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Leahy doubts FBI in anthrax case; scientist admits error

By on November 18, 2020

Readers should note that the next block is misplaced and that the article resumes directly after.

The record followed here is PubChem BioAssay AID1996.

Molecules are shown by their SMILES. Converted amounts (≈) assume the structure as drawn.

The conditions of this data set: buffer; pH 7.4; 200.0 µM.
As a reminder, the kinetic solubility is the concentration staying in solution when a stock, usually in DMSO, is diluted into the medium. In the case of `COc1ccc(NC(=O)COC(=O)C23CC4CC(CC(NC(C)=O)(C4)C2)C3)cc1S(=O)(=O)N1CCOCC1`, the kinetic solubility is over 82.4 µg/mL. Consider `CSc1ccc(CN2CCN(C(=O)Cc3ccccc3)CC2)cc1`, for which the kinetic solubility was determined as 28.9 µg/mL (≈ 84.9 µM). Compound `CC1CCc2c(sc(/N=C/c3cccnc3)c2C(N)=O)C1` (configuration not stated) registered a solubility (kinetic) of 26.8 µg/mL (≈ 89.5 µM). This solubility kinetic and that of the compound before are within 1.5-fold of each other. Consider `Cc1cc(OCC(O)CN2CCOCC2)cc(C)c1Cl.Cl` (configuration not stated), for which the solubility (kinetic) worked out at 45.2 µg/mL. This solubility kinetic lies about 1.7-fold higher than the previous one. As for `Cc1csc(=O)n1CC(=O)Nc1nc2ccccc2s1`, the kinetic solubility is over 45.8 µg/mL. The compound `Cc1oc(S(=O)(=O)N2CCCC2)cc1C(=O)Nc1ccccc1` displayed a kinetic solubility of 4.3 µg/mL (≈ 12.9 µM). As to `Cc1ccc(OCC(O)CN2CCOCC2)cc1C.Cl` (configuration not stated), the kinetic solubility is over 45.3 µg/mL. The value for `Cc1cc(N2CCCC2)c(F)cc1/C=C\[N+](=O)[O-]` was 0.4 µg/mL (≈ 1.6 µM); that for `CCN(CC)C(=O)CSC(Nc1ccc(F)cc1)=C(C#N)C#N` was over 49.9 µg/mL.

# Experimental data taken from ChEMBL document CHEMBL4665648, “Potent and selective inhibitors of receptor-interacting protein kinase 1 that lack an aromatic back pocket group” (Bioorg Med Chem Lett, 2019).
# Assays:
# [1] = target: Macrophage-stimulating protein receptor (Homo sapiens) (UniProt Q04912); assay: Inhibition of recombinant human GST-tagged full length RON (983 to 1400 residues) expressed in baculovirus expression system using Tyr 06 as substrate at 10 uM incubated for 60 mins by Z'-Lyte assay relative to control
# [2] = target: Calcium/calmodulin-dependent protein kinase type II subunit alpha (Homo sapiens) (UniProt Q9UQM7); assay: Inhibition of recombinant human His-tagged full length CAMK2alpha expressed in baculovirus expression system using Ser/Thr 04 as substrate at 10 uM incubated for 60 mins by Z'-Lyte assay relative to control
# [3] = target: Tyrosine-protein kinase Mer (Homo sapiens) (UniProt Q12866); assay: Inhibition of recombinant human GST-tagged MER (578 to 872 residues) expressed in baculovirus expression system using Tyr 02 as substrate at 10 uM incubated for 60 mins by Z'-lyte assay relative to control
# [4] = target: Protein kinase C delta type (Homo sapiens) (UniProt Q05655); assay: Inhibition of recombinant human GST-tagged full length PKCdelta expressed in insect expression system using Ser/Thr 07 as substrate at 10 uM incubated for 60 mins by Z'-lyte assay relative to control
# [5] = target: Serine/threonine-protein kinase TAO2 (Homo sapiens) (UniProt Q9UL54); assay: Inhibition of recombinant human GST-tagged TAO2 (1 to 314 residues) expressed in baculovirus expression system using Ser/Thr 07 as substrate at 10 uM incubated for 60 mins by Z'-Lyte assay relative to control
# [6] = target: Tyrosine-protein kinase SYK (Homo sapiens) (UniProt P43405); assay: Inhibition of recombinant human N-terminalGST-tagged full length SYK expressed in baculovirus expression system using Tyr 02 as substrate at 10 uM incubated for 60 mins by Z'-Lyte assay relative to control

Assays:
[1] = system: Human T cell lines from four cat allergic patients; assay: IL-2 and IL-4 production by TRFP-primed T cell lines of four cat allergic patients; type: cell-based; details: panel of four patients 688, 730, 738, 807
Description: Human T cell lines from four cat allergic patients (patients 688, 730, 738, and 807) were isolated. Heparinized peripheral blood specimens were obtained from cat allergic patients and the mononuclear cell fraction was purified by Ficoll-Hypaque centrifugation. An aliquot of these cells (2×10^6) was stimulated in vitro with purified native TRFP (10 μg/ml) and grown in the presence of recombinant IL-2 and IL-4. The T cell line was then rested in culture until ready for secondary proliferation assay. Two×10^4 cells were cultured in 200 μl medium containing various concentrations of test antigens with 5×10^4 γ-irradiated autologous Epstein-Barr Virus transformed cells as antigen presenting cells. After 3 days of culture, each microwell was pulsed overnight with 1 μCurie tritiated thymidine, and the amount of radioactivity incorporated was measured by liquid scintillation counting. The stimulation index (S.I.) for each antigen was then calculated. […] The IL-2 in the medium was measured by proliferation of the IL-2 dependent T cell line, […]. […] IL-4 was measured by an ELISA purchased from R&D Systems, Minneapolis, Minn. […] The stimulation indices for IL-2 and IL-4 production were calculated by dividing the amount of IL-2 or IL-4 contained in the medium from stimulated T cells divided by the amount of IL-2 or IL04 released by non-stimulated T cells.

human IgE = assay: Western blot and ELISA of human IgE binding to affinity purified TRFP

first_img See also: Aug 20 CIDRAP News story “FBI says it easily replicated anthrax used in attacks” Ivins, a microbiologist who worked at the US Army Medical Research Institute of Infectious Diseases (USAMRIID) in Frederick, Md., died of an apparent suicide on Jul 29 as the FBI was preparing to charge him in the case. On Aug 6 the FBI announced its conclusion that Ivins was the sole perpetrator and released a number of documents, mostly search warrant affidavits. “I believe I made an honest mistake,” he told the Times, adding that he had been “overly impressed” by what he saw under the miscroscope. He was careful at the time not to implicate Iraq or any other government in the attacks, but others used his analysis to allege that the silicon suggested possible involvement by Iraqi President Saddam Hussein, the Times reported. Jahrling reported this to his superiors and was subsequently summoned to the White House to brief top administration officials, the Times reported. A virologist, Jahrling also said, “I never should have ventured into this area,” referring to the study of anthrax, a type of bacteria, the story said. The AP report said the NAS review will be handled by private scientists who were not involved in the FBI investigation and that it could take up to 18 months. Mueller told the Senate committee he would consider allowing it to suggest scientists, but cautioned that the NAS and the Justice Department would probably have to go along. Mueller replied, “I understand that concern,” but he defended the FBI’s view that Ivins was the only culprit, the AP reported. ‘An honest mistake’One of the controversial questions in the anthrax case has been whether the anthrax powder used in the attacks was weaponized, or treated to make it spread better through the air and penetrate into the lungs. Such treatment would be difficult, making it less likely that one person was responsible for the attacks, experts have said. A Sep 17 Los Angeles Times report said Jahrling, the senior civilian scientist at USAMRIID in 2001, had studied the anthrax used in the attacks, work that was detailed in a 2002 book by Richard Preston. Using an electron microscope, Jahrling detected what he believed to be signs that silicon had been added to the material, the story said. Leahy said at the hearing, “If he is the one who sent the letter, I do not believe in any way, shape, or manner that he is the only person involved in this attack on Congress and the American people,” the AP reported. Leahy, a Vermont Democrat, was one of two senators, in addition to several media offices, that received envelopes containing anthrax powder in the fall of 2001. The attacks killed 5 people and sickened 17 others. “We have looked at every lead and followed every lead to determine whether anybody else was involved, and we will continue to do so,” Mueller said. At a House Judiciary Committee hearing a day earlier, Mueller had said he would ask the National Academy of Sciences (NAS) to review the FBI’s work on the case. In view of skepticism about the FBI findings, a number of scientists and biodefense experts have called for a review by independent experts. An NAS spokesman confirmed this to the AP. The spokesman, Wlliam Kearney, said the organization “would welcome input on potential committee members” from Congress, federal agencies, the scientific community, and the public. But all the nominees would have to be approved by the NAS president, he said. Another senator at the hearing, Charles Grassley, R-Iowa, said a congressional investigation of the FBI’s anthrax probe will probably be necessary, according to a Sep 17 report by Congress Daily. Lawmakers want role in review of caseIn other developments at the Senate hearing, Sen. Arlen Specter, R-Pa., demanded to have a role in choosing scientists who will conduct an independent review of the FBI’s investigation, according to the AP story. Aug 15 CIDRAP News story “FBI conclusions in anthrax probe meet skepticism” Sep 16 CIDRAP News story “FBI seeks independent review of anthrax probe” Sep 19, 2008 (CIDRAP News) – Sen. Patrick Leahy, chairman of the Senate Judiciary Committee and a target of the 2001 anthrax attacks, said this week that he disbelieves the FBI’s conclusion that Dr. Bruce E. Ivins was the sole perpetrator of the attacks, according to news services. Meanwhile, Peter B. Jahrling, a leading government biodefense scientist, told the Los Angeles Times this week that he had erred in 2001 when he told Bush administration officials that the anthrax used in the mail attacks probably had been modified to make it more lethal. Grassley said the NAS review panel probably will not be allowed to review classified evidence in the case, creating a need for a congressional investigation, the report said. But in response to e-mailed questions from the newspaper, Jahrling said this week that he had been wrong. Senator doubts FBI chiefLeahy, at a Sep 17 hearing of his committee, told FBI Director Robert Mueller III that he thinks other people were involved in the attacks, but he did not explain his reasons, according to an Associated Press (AP) report. Other committee members also voiced doubts about the FBI’s conclusions, according to news reports. As reported previously, FBI scientists and outside experts hired by the FBI to analyze the anthrax used in the mailings announced Aug 18 that they had found silicon, but they believed it occurred naturally and was not added to the material. “I believe there are others who could be charged with murder,” Leahy added. “I just want you to know how I feel about it as someone who was aimed at in the attack.”last_img read more